Cold Hike at Magnolia Mound Plantation

Magnolia Mound Plantation is a well-preserved historical landmark that harbors an eerie silence as you transcend into another century. Unlike other plantations I’ve visited, this particular adventure down history’s memory lane left me feeling low. Perhaps with everything happening in the country regarding racial division, seeing a plantation only reminded me of how far (and not so far) we’ve come. 

I love the hike across the wide-open spaces as you tour one home to another. The French architecture made the homes appear romantic ad inviting. I imagined myself opening large French doors to a gorgeous two-story house with a wrap-around porch. I am floating on cloud imagination until I gaze at the slave cabin and realize the reality behind this plantation’s beauty. The crooked, uncut wood boards used as doors struggled to operate o their hinges. There are no fancy locks. Inside was an old school locking system where a board is placed in two hooks to keep the doors from swinging open. Inside the cabin is nothing more than a studio apartment. The bed mattress looked stuffed with toilet tissue. It caved heavily in the center. I could only imagine the back issues resulting from such a bed. Iside the homeowner’s home, the mattress is high and fluffy, resting on a proper frame for support. The rooms where separated. No issues with soot and ash from a fireplace. The two buildings symbolized the inequality of races during those times. It reminds a tourist of the same economic and racial divide of today.

Don’t get me wrong, the plantation is a dream. The landscape is nicely kept, the grass a bright and healthy shade of green. The vegetable garden is filled fence post to fence post with fruits, vegetables, and herbs. The garden is my favorite. I am always fascinated by Mother Nature and watching mere seeds grow into fruitful products. The plantation provided a very decent lesson in history, but that cold, eerie silence remains. The moment your mind dives into reflection, silence takes over. The reality of what was and what is coming to light. 

I am grateful to visit these plantations. As an African-American, I think it’s essential that we visit them. In my opinion, by not visiting these historical landmarks, we turn a blind and ignorant eye to all our ancestors went through. It doesn’t matter whether the tourist is black or white. What happened at the plantation and in most of the South did happen. African-American and other slave descendants owe it to our ancestors to visit these places and gain first-hand knowledge and experience what slaves endured. Caucasian-Americans or slave owner descendants should visit to understand and be rid of ignorance.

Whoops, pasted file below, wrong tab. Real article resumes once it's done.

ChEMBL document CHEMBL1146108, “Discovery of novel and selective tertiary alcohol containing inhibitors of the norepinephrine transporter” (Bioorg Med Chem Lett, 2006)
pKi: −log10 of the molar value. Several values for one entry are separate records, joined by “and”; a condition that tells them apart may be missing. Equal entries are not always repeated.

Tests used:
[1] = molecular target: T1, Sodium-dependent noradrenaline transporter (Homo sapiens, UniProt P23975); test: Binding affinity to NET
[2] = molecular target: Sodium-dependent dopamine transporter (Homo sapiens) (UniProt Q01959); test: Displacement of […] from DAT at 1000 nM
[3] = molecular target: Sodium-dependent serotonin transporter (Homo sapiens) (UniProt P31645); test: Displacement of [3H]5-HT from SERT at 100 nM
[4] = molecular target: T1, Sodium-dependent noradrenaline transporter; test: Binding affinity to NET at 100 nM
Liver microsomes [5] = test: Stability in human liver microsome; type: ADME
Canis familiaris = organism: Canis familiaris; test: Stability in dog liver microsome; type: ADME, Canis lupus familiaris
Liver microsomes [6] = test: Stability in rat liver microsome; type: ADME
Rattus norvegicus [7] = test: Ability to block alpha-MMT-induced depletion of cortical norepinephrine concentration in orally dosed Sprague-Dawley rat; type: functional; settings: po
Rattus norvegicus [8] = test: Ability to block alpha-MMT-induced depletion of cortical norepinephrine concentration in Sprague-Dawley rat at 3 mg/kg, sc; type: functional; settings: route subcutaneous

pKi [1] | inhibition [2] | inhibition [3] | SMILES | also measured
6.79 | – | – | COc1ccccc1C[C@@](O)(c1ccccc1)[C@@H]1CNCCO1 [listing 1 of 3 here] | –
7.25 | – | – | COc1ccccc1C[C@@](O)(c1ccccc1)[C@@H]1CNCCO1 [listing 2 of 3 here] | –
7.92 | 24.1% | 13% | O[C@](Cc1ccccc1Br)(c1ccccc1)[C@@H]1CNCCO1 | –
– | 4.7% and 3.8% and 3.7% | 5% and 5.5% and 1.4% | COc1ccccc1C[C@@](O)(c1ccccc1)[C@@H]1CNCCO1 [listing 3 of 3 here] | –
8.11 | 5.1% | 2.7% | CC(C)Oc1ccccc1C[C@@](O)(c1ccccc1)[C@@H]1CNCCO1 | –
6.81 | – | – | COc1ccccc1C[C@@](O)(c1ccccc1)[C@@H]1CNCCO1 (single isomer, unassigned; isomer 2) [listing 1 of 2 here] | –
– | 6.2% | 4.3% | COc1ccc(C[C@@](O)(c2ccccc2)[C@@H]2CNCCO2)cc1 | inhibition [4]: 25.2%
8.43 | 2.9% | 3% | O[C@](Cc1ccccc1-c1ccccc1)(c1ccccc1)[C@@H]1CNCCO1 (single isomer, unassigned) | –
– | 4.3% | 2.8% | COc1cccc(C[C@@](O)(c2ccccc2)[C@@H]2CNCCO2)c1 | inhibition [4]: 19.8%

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Sweet St. Mary

I don’t think I’ve given St. Mary Georgia the attention it deserved. I am so eager to get to Cumberland Island, I fail to see the small city for what it is. Granted, there isn’t really much to see unless you’re on the Atlantic coast. That seems to be the only place where you can get a slice of old world livelihood. The old style mansions with wrap-around porches and mom and pop shops. Anything beyond that and you run into Corporate America’s Popeye’s Chicken, Walmart, and Dollar General.

After a trip to Cumberland Island, I was in no real rush to go back to my home city Jacksonville, so I took a little tour of the front coast. I got to sit on outdoor swingsets that faced the marina. What a view. They had a lovely fountain at the center that people threw their lucky pennies into in hopes of making some form of a wish come true. A small white church further down the street had some famous burials in its backyard Cemetery. That creeped me out too much to go and check it out (sorry). There seemed to have been a bed and breakfast house on every corner. It must be a favorite thing in these cutesy small Georgia towns and cities. Lastly, was the marina itself which house a large ship with all the ropes and sails, and wooden planks just like from pirate films.

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I must say St. Mary may not have had much to show off, but it’s doing well enough to keep tourism high. (Despite being the port of entry for Cumberland Island). Hopefully, in the future, I will definitely give more time to St. Mary. If the citizens are willing to invest in its small economy, then so shall I.